2. Buy a second Valve Index for parts (some people have reported doing this out of desperation, but given this experience, I don’t feel like I should spend any more money on Valve hardware);

3. Give up, and go shopping for a new PCVR headset like an HTC Vive Pro or a Vive Pro Eye. (There is absolutely no way in hell I am going back to The Meta line of products. That is a hill I am willing to die on.)

Ironically, I still have a working an Oculus Rift headset on my computer at work at the university, so I am not completely cut off from being able to access VR experiences. I can come in during the evenings and on weekends, close my office door, and continue with events and projects on various social VR platforms, such as filming episodes for Season 2 of the Metaverse Newscast with my co-producer, Carlos Austin. I am grateful that I still have that as an option. (This Rift was set up with an Oculus account well before Meta changed the rules so that you had to set up a Facebook account, and I intend to keep it that way. I am DONE with Facebook’s toxic social network!)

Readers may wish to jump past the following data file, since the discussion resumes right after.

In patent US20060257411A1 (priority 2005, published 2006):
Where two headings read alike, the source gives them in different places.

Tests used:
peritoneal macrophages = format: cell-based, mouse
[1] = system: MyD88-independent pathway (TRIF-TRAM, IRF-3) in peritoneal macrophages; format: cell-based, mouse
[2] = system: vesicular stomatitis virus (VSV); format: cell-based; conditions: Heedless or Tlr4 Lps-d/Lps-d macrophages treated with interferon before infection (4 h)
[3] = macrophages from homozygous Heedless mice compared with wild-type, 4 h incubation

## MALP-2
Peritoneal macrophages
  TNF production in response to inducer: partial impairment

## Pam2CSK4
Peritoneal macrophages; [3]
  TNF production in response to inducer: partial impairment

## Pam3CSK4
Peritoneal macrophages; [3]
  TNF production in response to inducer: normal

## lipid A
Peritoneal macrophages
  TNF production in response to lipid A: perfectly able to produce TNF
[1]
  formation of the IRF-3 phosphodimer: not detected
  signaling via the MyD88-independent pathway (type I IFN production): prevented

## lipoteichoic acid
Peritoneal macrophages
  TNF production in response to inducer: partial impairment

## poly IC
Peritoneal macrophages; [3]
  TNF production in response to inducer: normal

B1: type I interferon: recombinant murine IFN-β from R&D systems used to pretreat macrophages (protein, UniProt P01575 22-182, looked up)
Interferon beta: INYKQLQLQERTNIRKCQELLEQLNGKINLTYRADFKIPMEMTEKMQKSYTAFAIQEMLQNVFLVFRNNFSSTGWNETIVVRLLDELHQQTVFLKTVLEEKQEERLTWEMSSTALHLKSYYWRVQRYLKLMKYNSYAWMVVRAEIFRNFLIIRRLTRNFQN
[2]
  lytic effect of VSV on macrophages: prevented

I still have to upgrade my desktop PC, which is getting a little long in the tooth, so I might shop around for my next headset, pick one a like, then shop for a new PC using the recommended specs for the potential new headset as a baseline while shopping for the computer. My next headset will not be a Valve Index.

In the meantime, I have my packed-up Valve Index headset and cables sitting in its box in the middle of my living room floor, with all the shipping labels, waybills, FedEx instructions, and a printed-out copy of all the back-and-forth with my Steam Support ticket sitting in a neat pile on top. I can’t ship it back because I don’t have the RMA instruction sheet to include with it, and I cannot get a response from Steam as to access it, so the box sits there. Every time I see it in the middle of my living room carpet, I feel a surge of anger.